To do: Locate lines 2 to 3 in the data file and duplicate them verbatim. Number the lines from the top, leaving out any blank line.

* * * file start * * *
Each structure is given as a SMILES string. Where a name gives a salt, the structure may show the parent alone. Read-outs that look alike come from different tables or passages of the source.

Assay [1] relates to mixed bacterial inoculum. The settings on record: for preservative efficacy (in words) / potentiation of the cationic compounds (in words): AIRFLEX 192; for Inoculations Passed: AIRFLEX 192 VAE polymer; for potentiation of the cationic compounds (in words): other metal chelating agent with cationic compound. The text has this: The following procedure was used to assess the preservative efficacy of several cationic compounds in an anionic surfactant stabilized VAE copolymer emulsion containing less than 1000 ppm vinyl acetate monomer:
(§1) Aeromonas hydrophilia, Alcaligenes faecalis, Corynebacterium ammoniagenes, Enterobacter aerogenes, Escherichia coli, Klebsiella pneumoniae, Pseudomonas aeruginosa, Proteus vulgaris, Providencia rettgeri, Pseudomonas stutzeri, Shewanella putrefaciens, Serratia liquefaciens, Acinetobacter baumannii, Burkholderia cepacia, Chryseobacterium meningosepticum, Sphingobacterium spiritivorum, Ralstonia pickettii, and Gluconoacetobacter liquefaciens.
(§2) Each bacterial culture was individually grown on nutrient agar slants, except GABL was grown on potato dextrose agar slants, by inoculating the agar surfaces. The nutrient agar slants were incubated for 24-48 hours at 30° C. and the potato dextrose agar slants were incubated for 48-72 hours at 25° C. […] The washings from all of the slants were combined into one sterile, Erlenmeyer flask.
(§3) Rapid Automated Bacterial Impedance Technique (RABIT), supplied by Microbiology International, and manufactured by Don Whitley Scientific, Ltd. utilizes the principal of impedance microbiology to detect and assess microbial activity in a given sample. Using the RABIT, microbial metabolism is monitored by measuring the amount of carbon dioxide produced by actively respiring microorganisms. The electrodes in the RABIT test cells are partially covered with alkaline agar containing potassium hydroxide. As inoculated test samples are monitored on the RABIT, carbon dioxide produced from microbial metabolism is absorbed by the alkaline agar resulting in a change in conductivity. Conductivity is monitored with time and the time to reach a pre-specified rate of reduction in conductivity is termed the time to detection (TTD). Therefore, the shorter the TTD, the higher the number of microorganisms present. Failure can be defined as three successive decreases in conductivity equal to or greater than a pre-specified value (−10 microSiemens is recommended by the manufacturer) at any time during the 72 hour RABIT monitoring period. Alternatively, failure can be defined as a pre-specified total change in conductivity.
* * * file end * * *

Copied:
Assay [1] relates to mixed bacterial inoculum. The settings on record: for preservative efficacy (in words) / potentiation of the cationic compounds (in words): AIRFLEX 192; for Inoculations Passed: AIRFLEX 192 VAE polymer; for potentiation of the cationic compounds (in words): other metal chelating agent with cationic compound. The text has this: The following procedure was used to assess the preservative efficacy of several cationic compounds in an anionic surfactant stabilized VAE copolymer emulsion containing less than 1000 ppm vinyl acetate monomer:
(§1) Aeromonas hydrophilia, Alcaligenes faecalis, Corynebacterium ammoniagenes, Enterobacter aerogenes, Escherichia coli, Klebsiella pneumoniae, Pseudomonas aeruginosa, Proteus vulgaris, Providencia rettgeri, Pseudomonas stutzeri, Shewanella putrefaciens, Serratia liquefaciens, Acinetobacter baumannii, Burkholderia cepacia, Chryseobacterium meningosepticum, Sphingobacterium spiritivorum, Ralstonia pickettii, and Gluconoacetobacter liquefaciens.